Purple-clad protesters blowing whistles, banging pots and pans and brandishing feminist slogans filled the streets of Swiss towns and cities Friday, as women across the country went on strike for equal pay.
‘I love badass women’ and ‘Eliminate the patriarchy’ figured among the messages on posters and banners, as women poured into the streets to vent their frustration with persistent gender discrimination and wage gaps in the wealthy Alpine nation.
The strike comes nearly three decades after women held the country’s first nationwide strike for equal pay.
Thousands of women dressed in purple — the colour chosen to show solidarity with the cause — filled the square in front of the government and parliament buildings in Bern Friday morning.
Swiss defence minister Viola Amherd, flanked by a large group of women MPs draped in purple, including one wearing boxing gloves, joined the demonstrators briefly as Parliament took a 15-minute break to mark the occasion.
‘It’s wonderful! We are here to make noise, because if we’re not seen, we don’t exist,’ Socialist MP Ada Marra told the RTS broadcaster in Bern.
Pram marches, whistle concerts and giant picnics were planned around the country, with the day’s events set to culminate in giant demonstrations in several cities.
In Lausanne, the events kicked off overnight, with women ringing the bells of the cathedral, which was lit up in purple, and lighting a ‘bonfire of joy’, with some women tossing in their bras.
By morning, some 500 people gathered for a massive breakfast celebration, blocking traffic on one of the town’s main bridges.
In Zurich, demonstrators pulled a giant, pink clitoris perched on a cart through the city, while in Basel they projected the clenched-fist feminist symbol onto the skyscraper headquarters of pharmaceutical giant Roche.
And in Geneva, protestors replaced street signs bearing men’s names with women’s ones. While 548 streets in Geneva Canton are named after men, only 41 have female names, according to the ATS news agency.
The events come exactly 28 years after half a million women walked out of their workplaces or homes across Switzerland to protest persistent inequalities, on June 14, 1991. That was 10 years after equality between the sexes was enshrined in the Swiss constitution.
But the organisers of Friday’s events say things have barely improved since then, insisting women need to demand ‘more time, more money, more respect’.
Women in Switzerland on average still earn 20 per cent less than men.
And for men and women with equal qualifications, the wage gap remains nearly eight per cent, according to the national statistics office.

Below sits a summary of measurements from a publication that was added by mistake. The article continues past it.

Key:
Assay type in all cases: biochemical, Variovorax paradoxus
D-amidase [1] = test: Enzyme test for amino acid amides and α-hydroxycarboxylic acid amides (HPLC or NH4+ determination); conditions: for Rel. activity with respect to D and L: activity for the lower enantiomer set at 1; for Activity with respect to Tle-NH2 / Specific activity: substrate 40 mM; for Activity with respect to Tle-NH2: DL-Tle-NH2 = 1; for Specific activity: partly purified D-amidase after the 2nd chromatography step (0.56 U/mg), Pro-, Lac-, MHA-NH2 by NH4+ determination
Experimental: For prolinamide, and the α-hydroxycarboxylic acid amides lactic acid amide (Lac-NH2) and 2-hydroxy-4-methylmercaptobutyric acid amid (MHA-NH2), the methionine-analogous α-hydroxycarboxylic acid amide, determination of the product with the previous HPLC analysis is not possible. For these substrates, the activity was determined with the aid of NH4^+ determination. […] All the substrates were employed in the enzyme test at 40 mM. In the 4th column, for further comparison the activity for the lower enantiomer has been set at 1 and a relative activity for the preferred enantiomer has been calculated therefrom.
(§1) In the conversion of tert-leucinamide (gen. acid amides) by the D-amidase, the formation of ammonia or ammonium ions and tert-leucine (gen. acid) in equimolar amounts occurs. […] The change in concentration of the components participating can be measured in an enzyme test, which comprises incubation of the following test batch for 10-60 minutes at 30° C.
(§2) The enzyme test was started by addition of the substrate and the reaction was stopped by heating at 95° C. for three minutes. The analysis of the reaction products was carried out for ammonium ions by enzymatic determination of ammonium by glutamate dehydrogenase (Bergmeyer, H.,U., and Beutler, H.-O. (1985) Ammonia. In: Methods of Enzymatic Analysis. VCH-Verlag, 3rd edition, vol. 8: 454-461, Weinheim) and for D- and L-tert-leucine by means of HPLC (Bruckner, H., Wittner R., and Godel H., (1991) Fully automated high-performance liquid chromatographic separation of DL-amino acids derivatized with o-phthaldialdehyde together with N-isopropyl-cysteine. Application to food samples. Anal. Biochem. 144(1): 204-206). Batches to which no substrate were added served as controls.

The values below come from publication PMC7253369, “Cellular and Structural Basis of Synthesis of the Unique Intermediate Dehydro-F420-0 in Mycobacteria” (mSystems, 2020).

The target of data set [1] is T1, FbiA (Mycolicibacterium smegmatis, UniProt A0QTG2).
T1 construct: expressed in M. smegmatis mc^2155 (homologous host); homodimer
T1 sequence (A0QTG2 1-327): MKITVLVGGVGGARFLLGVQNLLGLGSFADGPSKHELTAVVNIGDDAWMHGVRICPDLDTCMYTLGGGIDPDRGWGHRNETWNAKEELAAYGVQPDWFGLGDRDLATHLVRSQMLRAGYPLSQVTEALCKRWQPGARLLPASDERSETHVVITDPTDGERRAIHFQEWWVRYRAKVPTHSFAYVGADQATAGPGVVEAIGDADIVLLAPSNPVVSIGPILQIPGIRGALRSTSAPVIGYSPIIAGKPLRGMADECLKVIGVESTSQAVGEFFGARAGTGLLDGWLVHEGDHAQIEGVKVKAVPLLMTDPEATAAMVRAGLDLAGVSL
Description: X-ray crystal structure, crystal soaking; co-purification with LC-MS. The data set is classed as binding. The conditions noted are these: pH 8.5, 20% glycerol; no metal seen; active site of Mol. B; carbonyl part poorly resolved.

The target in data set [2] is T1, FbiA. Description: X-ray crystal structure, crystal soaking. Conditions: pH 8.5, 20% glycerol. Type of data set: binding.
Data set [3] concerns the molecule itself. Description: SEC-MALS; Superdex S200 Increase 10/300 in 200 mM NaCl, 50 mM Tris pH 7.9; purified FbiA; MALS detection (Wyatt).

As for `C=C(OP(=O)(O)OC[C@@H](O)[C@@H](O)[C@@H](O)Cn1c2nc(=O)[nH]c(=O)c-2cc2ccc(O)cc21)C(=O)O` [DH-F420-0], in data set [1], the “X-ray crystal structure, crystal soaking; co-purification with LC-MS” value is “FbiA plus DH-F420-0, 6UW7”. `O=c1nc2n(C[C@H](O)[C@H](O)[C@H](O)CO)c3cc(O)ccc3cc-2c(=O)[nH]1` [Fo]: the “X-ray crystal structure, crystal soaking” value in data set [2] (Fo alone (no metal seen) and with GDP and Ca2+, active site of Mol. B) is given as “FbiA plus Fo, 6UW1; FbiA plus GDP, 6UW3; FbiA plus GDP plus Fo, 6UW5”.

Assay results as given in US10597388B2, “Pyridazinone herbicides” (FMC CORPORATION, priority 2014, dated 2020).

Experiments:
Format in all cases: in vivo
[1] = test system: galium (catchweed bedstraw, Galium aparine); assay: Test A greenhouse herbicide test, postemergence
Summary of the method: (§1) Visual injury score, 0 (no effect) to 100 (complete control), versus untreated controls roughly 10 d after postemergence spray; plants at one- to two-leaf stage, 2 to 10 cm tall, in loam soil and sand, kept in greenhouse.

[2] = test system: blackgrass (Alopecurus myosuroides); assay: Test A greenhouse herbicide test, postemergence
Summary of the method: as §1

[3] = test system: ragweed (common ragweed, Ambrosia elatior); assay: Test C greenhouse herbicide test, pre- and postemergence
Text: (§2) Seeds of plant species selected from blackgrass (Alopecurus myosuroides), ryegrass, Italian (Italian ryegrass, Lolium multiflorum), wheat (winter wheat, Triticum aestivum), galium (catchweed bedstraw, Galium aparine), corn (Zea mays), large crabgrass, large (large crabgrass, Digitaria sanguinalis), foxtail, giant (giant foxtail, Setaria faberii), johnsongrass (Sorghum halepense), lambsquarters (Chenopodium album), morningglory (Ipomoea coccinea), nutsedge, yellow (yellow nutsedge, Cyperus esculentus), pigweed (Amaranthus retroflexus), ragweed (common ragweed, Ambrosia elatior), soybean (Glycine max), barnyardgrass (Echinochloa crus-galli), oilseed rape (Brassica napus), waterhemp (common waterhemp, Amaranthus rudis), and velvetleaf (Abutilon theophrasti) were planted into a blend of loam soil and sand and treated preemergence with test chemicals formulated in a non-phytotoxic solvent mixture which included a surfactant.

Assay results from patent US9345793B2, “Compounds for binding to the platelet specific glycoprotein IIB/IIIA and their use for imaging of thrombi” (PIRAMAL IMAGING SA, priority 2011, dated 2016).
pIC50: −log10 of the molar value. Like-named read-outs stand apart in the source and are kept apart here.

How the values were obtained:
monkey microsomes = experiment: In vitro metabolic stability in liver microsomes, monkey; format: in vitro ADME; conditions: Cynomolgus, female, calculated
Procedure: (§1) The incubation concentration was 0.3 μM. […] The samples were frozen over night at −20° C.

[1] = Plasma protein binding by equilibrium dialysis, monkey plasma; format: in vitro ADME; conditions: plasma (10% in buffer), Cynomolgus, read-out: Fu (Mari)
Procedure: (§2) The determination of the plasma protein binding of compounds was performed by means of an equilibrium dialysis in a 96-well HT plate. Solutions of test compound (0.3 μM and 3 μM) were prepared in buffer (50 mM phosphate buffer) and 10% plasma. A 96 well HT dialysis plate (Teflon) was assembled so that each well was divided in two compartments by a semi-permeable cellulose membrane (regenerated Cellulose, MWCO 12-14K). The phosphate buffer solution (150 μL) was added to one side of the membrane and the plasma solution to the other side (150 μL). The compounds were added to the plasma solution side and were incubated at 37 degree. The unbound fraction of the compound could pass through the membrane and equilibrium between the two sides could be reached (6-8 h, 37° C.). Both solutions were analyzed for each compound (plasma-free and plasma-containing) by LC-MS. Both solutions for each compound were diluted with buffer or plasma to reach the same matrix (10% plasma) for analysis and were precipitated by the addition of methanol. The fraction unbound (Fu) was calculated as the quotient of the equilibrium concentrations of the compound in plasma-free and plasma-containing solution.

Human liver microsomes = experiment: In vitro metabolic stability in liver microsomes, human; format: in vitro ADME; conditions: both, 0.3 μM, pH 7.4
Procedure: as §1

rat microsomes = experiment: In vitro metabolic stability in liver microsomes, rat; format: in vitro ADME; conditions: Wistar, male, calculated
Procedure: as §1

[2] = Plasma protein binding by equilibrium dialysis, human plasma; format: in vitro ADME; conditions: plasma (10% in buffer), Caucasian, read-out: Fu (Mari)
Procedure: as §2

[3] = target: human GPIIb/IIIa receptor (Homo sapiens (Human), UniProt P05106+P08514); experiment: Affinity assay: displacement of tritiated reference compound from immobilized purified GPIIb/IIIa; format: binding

‘Wage equality has not been achieved. That is a good reason to go on strike,’ Ruth Dreyfuss, who in 1998 became Switzerland’s first female president, told broadcaster RTS on Friday.
Riding the wave of the global #MeToo movement, a new generation of women is attacking the lingering issues of discrimination, harassment sexual abuse and wage inequality with renewed vigour.
Organisers have called upon women to snub their jobs and housework for the entire day to help raise awareness of the vital contribution women make across society.
For those women unable to take a full day, the organisers urge them to at least pack their things and leave by 3:24pm.
‘After that, women work for free,’ said Anne Fritz, the main organiser of the strike and a representative of USS, an umbrella organisation that groups 16 Swiss unions.
Back in 1991, one in seven women in the country took part in the strike.
That was a remarkable turnout given that work stoppages have been extremely rare in Switzerland since employers and unions signed the ‘Peace at Work’ convention in 1937. It states that differences should be worked out through negotiation rather than strikes.
Back then, many women were blocked from participating in the strike, and organisers fear a repeat Friday, with the country’s main employers’ organisation flatly opposed to the action.
Thursday’s strike was born out of frustration at a bid to change the law to impose more oversight over salary distribution, after a watered-down version passed through the Swiss parliament last year.
Gaining recognition of women’s rights has been a drawn-out process in Switzerland, which was one of the last countries in Europe to grant women the right to vote, in 1971.
Over the past three decades, women’s rights advocates in Switzerland have made some gains. Abortion was legalised in 2002, and 2005 saw the introduction of 14 weeks of paid maternity leave.
But Switzerland still offers no paternity leave, and limited access to expensive daycare is seen as a major hindrance to women’s integration into the labour market.
Christa Binswanger, a gender studies professor at St Gallen University, said she was optimistic that Friday’s strike would make a difference.
‘It has already shown an impact during the last weeks,’ prompting wide media coverage of gender issues, she told AFP.
‘The strike has mobilised a sense of solidarity.’
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